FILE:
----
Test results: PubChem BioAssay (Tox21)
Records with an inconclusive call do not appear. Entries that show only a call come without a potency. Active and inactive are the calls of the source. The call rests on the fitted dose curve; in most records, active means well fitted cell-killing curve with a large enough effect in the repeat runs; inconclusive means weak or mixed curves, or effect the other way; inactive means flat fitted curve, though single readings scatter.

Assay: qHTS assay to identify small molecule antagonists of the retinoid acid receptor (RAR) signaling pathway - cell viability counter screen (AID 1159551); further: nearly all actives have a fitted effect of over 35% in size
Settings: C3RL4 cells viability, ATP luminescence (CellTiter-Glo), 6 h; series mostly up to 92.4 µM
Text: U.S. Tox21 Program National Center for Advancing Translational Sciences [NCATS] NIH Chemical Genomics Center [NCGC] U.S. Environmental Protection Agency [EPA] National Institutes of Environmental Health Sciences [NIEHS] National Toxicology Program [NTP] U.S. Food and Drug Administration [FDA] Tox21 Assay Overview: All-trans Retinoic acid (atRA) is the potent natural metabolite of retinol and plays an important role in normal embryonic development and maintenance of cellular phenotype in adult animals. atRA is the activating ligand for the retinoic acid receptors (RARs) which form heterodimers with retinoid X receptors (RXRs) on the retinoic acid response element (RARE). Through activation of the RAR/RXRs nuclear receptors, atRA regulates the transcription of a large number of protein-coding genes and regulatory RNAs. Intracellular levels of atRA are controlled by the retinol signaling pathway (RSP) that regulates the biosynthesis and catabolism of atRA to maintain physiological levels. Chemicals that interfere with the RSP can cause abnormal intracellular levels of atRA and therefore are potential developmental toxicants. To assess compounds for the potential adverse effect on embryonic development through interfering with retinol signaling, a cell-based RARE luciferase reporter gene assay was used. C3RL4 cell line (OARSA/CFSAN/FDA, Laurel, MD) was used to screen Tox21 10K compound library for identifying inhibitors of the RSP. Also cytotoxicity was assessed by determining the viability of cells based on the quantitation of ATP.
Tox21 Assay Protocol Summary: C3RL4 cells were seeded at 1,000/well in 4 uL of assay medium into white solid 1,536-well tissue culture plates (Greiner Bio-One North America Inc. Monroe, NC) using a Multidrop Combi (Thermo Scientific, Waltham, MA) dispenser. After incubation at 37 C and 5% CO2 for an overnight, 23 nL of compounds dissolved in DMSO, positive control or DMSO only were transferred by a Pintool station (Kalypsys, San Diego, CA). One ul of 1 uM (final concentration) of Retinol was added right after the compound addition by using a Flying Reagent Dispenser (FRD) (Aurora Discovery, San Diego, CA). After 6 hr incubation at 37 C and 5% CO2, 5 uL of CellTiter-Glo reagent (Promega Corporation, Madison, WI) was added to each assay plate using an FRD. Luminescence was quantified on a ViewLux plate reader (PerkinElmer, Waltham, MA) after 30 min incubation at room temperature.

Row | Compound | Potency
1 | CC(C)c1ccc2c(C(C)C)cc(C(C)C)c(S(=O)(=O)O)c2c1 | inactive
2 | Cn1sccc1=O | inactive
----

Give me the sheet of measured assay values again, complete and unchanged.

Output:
Test results: PubChem BioAssay (Tox21)
Records with an inconclusive call do not appear. Entries that show only a call come without a potency. Active and inactive are the calls of the source. The call rests on the fitted dose curve; in most records, active means well fitted cell-killing curve with a large enough effect in the repeat runs; inconclusive means weak or mixed curves, or effect the other way; inactive means flat fitted curve, though single readings scatter.

Assay: qHTS assay to identify small molecule antagonists of the retinoid acid receptor (RAR) signaling pathway - cell viability counter screen (AID 1159551); further: nearly all actives have a fitted effect of over 35% in size
Settings: C3RL4 cells viability, ATP luminescence (CellTiter-Glo), 6 h; series mostly up to 92.4 µM
Text: U.S. Tox21 Program National Center for Advancing Translational Sciences [NCATS] NIH Chemical Genomics Center [NCGC] U.S. Environmental Protection Agency [EPA] National Institutes of Environmental Health Sciences [NIEHS] National Toxicology Program [NTP] U.S. Food and Drug Administration [FDA] Tox21 Assay Overview: All-trans Retinoic acid (atRA) is the potent natural metabolite of retinol and plays an important role in normal embryonic development and maintenance of cellular phenotype in adult animals. atRA is the activating ligand for the retinoic acid receptors (RARs) which form heterodimers with retinoid X receptors (RXRs) on the retinoic acid response element (RARE). Through activation of the RAR/RXRs nuclear receptors, atRA regulates the transcription of a large number of protein-coding genes and regulatory RNAs. Intracellular levels of atRA are controlled by the retinol signaling pathway (RSP) that regulates the biosynthesis and catabolism of atRA to maintain physiological levels. Chemicals that interfere with the RSP can cause abnormal intracellular levels of atRA and therefore are potential developmental toxicants. To assess compounds for the potential adverse effect on embryonic development through interfering with retinol signaling, a cell-based RARE luciferase reporter gene assay was used. C3RL4 cell line (OARSA/CFSAN/FDA, Laurel, MD) was used to screen Tox21 10K compound library for identifying inhibitors of the RSP. Also cytotoxicity was assessed by determining the viability of cells based on the quantitation of ATP.
Tox21 Assay Protocol Summary: C3RL4 cells were seeded at 1,000/well in 4 uL of assay medium into white solid 1,536-well tissue culture plates (Greiner Bio-One North America Inc. Monroe, NC) using a Multidrop Combi (Thermo Scientific, Waltham, MA) dispenser. After incubation at 37 C and 5% CO2 for an overnight, 23 nL of compounds dissolved in DMSO, positive control or DMSO only were transferred by a Pintool station (Kalypsys, San Diego, CA). One ul of 1 uM (final concentration) of Retinol was added right after the compound addition by using a Flying Reagent Dispenser (FRD) (Aurora Discovery, San Diego, CA). After 6 hr incubation at 37 C and 5% CO2, 5 uL of CellTiter-Glo reagent (Promega Corporation, Madison, WI) was added to each assay plate using an FRD. Luminescence was quantified on a ViewLux plate reader (PerkinElmer, Waltham, MA) after 30 min incubation at room temperature.

Row | Compound | Potency
1 | CC(C)c1ccc2c(C(C)C)cc(C(C)C)c(S(=O)(=O)O)c2c1 | inactive
2 | Cn1sccc1=O | inactive